DNA plays tic-tac-toe
Technology Research News
During the time they knew each other as
kids in Belgrade, Serbia, Milan Stojanovic and Darko Stefanovic didn't
play tic-tac-toe, according to Stojanovic. Things are different now that
they are scientists at Columbia University and the University of New Mexico.
The researchers have fashioned a device that uses pieces of artificial
DNA to automatically play tic-tac-toe. And as long as it makes the first
move, the device cannot be beat.
The device is made of nine wells containing solutions where DNA
can react. DNA in the wells acts like logic gates. "The distribution of
logic gates in wells is such that it implements a perfect [tic-tac-toe]
strategy," said Stojanovic. "Tic-tac-toe is a game of perfect information
and guarantees a victory or draw for the first player," he said.
This makes it a good test for an automaton -- a machine that operates
on its own, without human control. The device, dubbed Molecular Array
of YES and ANDANDNOT gates (MAYA), is simpler than a computer, which is
generally capable of storing, organizing and processing data, or controling
other machines, said Stojanovic.
The researchers' method could eventually be used to control nano
devices and in automata that educate people about science, said Stojanovic.
MAYA contains 24 logic gates distributed in the nine wells of
solution. Some of the logic gates in each well perform Boolean calculations
when short single-stranded DNA sequences, or oligonucleotides, are added.
The addition triggers an enzyme to react with DNA. Depending on the result,
the reaction may expose a fluorescent molecule.
DNA is formed from four types of bases - adenine, cytosine, guanine
and thymine -- connected to a sugar-phosphate backbone. Strands of DNA
can combine to form double-stranded DNA when their base sequences match
up: adenine across from thymine, and cytosine across from guanine.
The researchers' device contains two types of gates that perform
two types of Boolean calculations. The DNA molecule that makes up a YES
logic gate has two states, one of which is fluorescent, or active. The
more complicated DNA molecule that makes up a combination ANDANDNOT gate
contains eight physical states, one of which is active.
YES gates change from nonactive to active when a complementary
DNA sequence combines with the DNA in the well to release a loop in the
DNA, which triggers a second reaction that exposes a fluorescent molecule.
The ANDANDNOT gate contains three groups and is activated only if two
of three possible inputs are provided.
MAYA always goes first and always starts in the center. Then the
human challenger adds a DNA sequence to all the wells to represent the
second move. The DNA sequence triggers a positive reaction with the DNA
contained in only one of the wells -- the reaction exposes a fluorescent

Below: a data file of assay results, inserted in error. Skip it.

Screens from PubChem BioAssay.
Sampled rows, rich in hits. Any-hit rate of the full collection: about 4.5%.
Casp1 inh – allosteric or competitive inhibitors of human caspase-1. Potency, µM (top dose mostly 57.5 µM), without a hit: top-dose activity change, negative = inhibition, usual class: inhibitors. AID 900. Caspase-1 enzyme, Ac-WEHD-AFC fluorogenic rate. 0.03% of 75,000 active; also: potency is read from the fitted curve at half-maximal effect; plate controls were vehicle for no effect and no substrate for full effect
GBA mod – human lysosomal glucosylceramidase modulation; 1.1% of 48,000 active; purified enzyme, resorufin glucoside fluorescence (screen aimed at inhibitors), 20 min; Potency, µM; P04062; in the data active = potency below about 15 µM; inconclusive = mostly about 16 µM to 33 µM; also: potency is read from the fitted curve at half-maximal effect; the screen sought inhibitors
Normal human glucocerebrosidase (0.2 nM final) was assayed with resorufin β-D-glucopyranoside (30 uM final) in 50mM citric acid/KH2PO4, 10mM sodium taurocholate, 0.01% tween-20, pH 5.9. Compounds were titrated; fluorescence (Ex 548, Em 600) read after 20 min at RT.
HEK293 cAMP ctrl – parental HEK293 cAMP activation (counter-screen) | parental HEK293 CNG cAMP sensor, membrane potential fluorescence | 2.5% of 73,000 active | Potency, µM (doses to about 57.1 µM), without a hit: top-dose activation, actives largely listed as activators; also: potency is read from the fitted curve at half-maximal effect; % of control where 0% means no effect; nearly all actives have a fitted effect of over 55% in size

molecule, which makes the well glow to indicate the move.
"The game is played like this," said Stojanovic. "[The] human
moves by adding oligonucleotide, takes a fluorescence reading, and adds
[the] next oligonucleotide," he said. The game continues until the automaton
wins, or there are no more spaces on the board, resulting in a draw.
The researchers' method differs from standard DNA computing, which
is aimed at tapping DNA's massively parallel nature. In theory DNA could
be used to test all possible answers to a problem at once in order to
identify those that fit certain criteria. The goal of this type of DNA
computing is to compete with silicon in certain applications that have
large numbers of possibilities, like code-cracking.
In contrast, the researchers' method is aimed at adding relatively
simple logic to nano devices. "We're not taking advantage of massively
parallel processing capabilities," said Stojanovic. "Our approach is silicomimetic,"
he said. The researchers use molecules that behave as logic gates, and
arrange these logic gates into more complicated circuits by mixing them
The researchers are aiming to eventually use the method to control
nano devices in the human body, said Stojanovic. "We hope... in some distant...
future, to use similar [devices] to make decisions in vivo [about] whether
to release a toxic compound or not, [or] to kill a cell not," he said.
Such devices could also be used to monitor in vivo disease signatures
of astronauts on long space flights, he said.
Such uses are probably several decades away, Stojanovic added.
The research is also aimed at constructing automata that could
help popularize science and familiarize young people with advanced concepts
in nanotechnology, said Stojanovic.
The researchers are currently working on improving the tic-tac-toe
device and on connecting DNA networks to sensors, said Stojanovic.
The work appeared in the August 17, 2003 issue of Nature Biotechnology.
The research was funded by the National Aeronautics and Space Administration
(NASA), and the National Science Foundation (NSF).
Timeline: Several decades
TRN Categories: Biological, Chemical, DNA and Molecular
Story Type: News
Related Elements: Technical paper, "A deoxyribosome-Based
Molecular Automation," August 17, 2003.
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